A bioadhesive tablet containing the antifungal drug miconazole is an effective and convenient means of treating oropharyngeal candidiasis, which is the most frequently occurring infection in head and neck cancer patients undergoing radiation therapy, scientists report today at the 2nd ESMO Scientific & Educational Conference (ESEC) in Budapest, Hungary.
Dr. Rene-Jean Bensadoun from Centre Antoine Lacassagne in Nice, and international colleagues, studied patients in 36 centers who had completed radiotherapy for head and neck cancer and had oropharyngeal candidiasis confirmed by examination or fungal culture.
One group of 141 patients were given daily a bioadhesive tablet containing 50mg of miconazole, developed by BioAlliance Pharma, a French biopharmaceutical company, the other 141 patients received a mouth gel (MBG) containing 125mg of miconazole four times daily for 14 days.
"We found that the daily bioadhesive buccal tablet achieved the same efficacy as the gel, but required one-tenth as much miconazole, and could be given on a much more convenient schedule," Dr. Bensadoun said.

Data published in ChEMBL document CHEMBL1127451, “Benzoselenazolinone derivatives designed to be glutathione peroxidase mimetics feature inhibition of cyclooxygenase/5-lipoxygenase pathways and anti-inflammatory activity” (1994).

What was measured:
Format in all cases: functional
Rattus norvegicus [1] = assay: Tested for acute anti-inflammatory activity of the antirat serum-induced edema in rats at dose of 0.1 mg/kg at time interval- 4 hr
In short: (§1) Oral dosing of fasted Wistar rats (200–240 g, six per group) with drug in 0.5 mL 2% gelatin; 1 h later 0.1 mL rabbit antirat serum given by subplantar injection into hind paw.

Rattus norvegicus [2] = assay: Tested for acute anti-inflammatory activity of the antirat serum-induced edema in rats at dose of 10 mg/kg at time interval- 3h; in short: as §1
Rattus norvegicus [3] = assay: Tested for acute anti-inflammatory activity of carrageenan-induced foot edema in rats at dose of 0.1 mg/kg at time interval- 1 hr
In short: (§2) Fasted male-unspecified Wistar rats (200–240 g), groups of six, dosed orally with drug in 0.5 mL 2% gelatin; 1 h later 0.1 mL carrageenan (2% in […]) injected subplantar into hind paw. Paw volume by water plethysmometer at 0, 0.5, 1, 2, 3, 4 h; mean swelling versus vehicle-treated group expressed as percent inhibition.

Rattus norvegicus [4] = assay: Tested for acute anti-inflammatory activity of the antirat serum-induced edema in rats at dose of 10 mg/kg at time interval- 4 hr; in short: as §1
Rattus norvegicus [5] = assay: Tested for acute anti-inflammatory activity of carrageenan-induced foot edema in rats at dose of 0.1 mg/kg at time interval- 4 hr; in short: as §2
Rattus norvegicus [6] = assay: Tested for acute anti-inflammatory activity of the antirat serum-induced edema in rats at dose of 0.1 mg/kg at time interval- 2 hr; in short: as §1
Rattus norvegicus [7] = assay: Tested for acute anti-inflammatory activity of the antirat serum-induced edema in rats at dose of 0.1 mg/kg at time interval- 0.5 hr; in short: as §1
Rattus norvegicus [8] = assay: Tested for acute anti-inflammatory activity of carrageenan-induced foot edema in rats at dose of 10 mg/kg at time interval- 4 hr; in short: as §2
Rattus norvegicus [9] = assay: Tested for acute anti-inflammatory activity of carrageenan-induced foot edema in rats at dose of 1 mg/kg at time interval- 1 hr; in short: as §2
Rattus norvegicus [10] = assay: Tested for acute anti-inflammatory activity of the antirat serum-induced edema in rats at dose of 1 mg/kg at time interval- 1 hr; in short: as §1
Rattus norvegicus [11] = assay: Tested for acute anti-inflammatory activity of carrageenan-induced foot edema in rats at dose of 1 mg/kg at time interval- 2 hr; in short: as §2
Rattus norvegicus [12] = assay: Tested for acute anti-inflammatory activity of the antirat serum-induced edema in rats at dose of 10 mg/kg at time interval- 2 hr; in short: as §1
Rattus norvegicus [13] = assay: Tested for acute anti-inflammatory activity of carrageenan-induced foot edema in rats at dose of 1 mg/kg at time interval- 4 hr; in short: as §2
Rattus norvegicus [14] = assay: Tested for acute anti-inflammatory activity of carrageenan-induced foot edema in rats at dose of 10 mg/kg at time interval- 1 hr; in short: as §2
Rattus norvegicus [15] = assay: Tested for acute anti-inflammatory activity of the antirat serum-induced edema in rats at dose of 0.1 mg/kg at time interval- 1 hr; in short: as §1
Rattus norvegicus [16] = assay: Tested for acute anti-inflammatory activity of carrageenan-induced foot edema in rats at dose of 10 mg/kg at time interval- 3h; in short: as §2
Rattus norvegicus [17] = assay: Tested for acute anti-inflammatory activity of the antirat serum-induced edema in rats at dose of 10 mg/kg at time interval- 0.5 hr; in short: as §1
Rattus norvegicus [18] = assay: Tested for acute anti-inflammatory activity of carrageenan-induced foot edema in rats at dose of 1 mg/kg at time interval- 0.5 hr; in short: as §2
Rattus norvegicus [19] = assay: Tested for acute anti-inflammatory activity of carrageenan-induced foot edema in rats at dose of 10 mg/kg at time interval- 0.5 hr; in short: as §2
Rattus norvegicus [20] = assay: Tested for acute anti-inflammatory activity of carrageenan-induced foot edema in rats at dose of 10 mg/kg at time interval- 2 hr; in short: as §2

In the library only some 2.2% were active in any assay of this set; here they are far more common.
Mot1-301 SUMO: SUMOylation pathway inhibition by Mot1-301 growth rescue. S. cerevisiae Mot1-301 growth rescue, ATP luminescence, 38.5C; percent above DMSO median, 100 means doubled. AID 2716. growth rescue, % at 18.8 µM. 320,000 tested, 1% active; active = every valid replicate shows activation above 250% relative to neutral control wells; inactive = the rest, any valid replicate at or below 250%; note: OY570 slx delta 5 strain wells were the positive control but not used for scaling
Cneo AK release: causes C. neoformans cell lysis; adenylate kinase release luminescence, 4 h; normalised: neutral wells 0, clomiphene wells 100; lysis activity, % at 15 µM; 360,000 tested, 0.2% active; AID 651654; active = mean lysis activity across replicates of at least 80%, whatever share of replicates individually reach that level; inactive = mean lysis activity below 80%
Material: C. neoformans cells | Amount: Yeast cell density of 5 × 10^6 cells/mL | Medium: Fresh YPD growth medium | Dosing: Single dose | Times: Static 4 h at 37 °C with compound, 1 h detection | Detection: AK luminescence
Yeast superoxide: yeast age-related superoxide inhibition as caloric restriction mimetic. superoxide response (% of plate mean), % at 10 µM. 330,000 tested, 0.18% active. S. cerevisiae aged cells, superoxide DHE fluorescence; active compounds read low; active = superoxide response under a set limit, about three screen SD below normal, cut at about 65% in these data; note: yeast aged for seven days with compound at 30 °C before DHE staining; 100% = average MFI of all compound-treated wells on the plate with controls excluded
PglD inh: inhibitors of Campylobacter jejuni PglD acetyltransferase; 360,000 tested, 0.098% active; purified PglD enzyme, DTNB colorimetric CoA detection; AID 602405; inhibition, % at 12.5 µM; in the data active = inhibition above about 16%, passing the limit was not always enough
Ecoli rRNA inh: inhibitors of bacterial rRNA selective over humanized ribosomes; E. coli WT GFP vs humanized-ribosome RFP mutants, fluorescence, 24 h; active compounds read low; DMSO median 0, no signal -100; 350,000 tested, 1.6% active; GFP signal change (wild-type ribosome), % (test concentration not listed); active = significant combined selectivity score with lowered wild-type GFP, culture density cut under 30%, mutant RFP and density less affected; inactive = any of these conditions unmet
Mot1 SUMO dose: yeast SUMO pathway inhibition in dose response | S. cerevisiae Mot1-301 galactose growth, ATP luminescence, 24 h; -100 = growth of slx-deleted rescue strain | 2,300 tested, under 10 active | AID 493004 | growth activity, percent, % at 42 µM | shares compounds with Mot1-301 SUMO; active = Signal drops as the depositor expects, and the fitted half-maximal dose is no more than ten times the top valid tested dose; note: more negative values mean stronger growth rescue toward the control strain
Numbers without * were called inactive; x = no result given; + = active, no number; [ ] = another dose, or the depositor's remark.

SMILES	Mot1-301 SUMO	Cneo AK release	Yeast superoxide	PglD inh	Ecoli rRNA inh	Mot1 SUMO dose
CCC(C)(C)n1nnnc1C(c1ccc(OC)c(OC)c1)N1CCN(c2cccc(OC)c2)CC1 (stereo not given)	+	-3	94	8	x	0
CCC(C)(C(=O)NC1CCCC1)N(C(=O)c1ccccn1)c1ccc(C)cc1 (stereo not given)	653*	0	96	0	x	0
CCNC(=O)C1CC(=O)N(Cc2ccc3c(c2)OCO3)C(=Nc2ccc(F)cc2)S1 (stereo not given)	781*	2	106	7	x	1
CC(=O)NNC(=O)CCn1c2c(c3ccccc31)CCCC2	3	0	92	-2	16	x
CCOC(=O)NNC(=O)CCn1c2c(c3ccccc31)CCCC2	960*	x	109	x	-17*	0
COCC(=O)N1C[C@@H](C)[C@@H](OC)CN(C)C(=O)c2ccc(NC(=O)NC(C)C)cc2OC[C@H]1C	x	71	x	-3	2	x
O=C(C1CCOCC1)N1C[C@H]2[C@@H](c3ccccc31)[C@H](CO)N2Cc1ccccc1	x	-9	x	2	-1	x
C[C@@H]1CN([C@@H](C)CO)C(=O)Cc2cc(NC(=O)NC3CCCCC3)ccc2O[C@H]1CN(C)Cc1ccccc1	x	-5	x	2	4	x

"Patients currently need to apply the gel four times a day, which is disruptive to their day and increases the risk that they will miss treatments and suffer the discomfort of candidiasis for a longer period of time."
"While oropharyngeal candidiasis is perhaps not a dangerous infection, it is unpleasant, and anything we can do as oncologists to improve the quality of life of cancer patients is a positive thing."
"Head and neck cancer patients suffer not only from their disease, but experience many acute and chronic side-effects due to treatment", comments Dr. Dirk Schrijvers from the Department of Medical Oncology of the ZNA Middelheim, Antwerp, Belgium. Everything that can improve the quality of life of these patients during and after treatment will have an impact on treatment compliance and disease outcome. By providing a simpler way of controlling oral candidiasis, patient compliance may increase.
Source: Eurekalert & othersLast reviewed: By John M. Grohol, Psy.D. on 21 Feb 2009
Published on PsychCentral.com. All rights reserved.
It is never too late to be what you might have been.
-- George Eliot